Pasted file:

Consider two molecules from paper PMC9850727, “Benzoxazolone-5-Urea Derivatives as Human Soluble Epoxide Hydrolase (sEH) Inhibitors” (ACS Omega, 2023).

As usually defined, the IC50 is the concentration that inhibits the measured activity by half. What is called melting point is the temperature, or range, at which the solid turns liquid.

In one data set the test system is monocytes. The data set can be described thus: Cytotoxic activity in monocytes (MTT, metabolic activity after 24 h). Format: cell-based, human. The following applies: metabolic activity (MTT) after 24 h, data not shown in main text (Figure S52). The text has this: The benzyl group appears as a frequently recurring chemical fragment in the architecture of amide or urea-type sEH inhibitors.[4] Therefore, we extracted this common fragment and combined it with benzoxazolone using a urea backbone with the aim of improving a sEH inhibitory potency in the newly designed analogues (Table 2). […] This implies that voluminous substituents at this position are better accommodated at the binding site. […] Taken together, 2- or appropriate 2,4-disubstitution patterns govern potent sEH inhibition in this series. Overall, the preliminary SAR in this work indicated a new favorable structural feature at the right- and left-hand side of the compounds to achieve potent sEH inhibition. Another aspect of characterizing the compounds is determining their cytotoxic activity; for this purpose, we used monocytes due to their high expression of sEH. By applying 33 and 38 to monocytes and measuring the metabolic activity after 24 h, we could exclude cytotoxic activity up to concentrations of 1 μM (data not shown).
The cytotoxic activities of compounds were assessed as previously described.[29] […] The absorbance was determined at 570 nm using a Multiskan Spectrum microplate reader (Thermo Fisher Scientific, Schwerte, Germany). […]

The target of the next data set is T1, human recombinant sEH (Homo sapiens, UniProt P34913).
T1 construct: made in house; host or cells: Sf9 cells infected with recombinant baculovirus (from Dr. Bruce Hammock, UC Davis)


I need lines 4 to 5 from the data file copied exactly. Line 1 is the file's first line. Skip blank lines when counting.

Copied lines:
The cytotoxic activities of compounds were assessed as previously described.[29] […] The absorbance was determined at 570 nm using a Multiskan Spectrum microplate reader (Thermo Fisher Scientific, Schwerte, Germany). […]

The target of the next data set is T1, human recombinant sEH (Homo sapiens, UniProt P34913).